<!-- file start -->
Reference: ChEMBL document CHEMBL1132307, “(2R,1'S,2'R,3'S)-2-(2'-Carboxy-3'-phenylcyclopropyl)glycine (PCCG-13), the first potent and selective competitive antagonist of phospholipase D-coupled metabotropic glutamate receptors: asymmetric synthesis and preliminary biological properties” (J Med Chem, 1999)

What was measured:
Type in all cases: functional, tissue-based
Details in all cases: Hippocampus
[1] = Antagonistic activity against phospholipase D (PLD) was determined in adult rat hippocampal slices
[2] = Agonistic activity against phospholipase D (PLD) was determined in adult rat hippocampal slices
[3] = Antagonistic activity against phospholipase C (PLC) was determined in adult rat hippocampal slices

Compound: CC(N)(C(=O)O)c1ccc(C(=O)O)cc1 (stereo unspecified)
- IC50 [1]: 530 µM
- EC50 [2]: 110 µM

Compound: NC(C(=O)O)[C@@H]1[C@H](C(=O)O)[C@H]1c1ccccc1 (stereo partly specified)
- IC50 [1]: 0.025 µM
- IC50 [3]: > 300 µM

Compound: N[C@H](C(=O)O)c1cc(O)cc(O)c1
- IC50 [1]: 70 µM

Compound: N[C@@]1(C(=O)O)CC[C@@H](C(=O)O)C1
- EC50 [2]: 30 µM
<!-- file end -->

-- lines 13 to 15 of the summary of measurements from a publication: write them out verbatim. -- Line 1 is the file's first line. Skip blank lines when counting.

- IC50 [3]: > 300 µM

Compound: N[C@H](C(=O)O)c1cc(O)cc(O)c1
- IC50 [1]: 70 µM